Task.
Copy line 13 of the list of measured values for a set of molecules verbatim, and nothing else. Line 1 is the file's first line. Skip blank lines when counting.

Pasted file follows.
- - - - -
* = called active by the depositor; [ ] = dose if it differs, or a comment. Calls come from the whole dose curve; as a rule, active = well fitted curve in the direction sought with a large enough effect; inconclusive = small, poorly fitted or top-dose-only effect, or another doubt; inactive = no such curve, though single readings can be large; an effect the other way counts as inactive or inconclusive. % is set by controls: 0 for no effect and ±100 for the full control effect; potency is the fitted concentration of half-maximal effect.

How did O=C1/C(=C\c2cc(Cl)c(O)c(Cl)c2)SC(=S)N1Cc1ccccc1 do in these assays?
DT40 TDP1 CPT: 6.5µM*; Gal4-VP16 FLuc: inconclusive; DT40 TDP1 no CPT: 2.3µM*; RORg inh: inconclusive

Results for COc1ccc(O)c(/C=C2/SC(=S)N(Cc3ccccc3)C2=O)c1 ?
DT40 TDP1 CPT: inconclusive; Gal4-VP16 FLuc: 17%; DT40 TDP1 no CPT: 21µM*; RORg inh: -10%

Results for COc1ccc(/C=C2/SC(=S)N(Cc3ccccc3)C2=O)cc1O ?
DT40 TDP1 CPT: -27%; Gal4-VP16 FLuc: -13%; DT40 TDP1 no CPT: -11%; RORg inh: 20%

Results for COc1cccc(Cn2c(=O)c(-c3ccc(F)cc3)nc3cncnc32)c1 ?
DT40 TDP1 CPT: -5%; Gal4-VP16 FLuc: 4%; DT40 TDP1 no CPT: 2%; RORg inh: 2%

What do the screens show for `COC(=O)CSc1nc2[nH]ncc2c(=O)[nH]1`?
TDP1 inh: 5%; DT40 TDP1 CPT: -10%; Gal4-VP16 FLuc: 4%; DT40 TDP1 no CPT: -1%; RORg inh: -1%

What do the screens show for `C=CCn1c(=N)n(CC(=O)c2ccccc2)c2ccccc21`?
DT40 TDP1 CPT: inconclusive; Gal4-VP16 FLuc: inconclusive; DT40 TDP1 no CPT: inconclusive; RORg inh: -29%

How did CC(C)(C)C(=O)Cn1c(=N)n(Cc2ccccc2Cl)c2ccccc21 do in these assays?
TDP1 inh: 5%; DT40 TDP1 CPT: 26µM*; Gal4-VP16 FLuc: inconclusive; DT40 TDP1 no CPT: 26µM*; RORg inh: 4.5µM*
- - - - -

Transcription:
DT40 TDP1 CPT: inconclusive; Gal4-VP16 FLuc: inconclusive; DT40 TDP1 no CPT: inconclusive; RORg inh: -29%